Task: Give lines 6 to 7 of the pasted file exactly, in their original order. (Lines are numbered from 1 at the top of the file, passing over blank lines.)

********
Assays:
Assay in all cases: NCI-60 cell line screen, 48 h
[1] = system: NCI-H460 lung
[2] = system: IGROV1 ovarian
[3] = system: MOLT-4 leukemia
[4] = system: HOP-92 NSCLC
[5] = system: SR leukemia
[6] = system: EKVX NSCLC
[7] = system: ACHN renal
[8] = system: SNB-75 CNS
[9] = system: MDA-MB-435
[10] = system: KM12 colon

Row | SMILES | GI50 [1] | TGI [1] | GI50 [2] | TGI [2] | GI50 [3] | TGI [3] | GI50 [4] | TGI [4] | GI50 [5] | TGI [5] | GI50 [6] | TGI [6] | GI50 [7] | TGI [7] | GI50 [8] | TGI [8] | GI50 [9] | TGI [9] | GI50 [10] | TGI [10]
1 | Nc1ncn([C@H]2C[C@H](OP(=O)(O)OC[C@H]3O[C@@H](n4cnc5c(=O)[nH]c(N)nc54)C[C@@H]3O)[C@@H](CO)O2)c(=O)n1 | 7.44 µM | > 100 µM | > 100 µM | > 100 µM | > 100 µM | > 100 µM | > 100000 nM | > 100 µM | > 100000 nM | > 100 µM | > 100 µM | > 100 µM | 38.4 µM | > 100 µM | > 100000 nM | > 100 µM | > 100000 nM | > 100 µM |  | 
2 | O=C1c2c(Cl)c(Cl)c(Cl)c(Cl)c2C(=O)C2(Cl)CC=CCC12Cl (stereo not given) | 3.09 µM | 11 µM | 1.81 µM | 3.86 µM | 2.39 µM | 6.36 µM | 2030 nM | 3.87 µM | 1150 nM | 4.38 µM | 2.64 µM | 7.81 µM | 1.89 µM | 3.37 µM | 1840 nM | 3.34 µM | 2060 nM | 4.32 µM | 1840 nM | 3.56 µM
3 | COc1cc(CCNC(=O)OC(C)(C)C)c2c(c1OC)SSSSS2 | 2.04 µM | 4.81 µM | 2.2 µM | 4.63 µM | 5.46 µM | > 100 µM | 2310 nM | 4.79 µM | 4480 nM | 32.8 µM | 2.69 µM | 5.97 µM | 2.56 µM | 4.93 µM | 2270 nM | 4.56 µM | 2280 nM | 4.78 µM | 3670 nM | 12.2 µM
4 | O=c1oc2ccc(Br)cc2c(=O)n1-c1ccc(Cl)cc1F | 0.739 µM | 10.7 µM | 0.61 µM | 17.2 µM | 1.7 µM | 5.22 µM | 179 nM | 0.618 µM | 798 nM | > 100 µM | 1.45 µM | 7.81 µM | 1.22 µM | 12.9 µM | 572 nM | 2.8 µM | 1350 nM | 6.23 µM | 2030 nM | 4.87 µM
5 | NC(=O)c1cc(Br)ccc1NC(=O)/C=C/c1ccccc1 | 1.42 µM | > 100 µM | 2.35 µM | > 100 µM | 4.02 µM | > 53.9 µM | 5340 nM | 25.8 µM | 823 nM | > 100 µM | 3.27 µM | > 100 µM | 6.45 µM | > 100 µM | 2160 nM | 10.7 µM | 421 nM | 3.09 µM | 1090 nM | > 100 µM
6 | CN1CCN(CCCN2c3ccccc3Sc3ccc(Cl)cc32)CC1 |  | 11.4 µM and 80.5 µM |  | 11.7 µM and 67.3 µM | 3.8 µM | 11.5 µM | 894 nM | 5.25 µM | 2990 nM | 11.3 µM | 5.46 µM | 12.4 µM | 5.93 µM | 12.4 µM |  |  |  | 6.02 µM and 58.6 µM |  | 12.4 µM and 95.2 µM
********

[4] = system: HOP-92 NSCLC
[5] = system: SR leukemia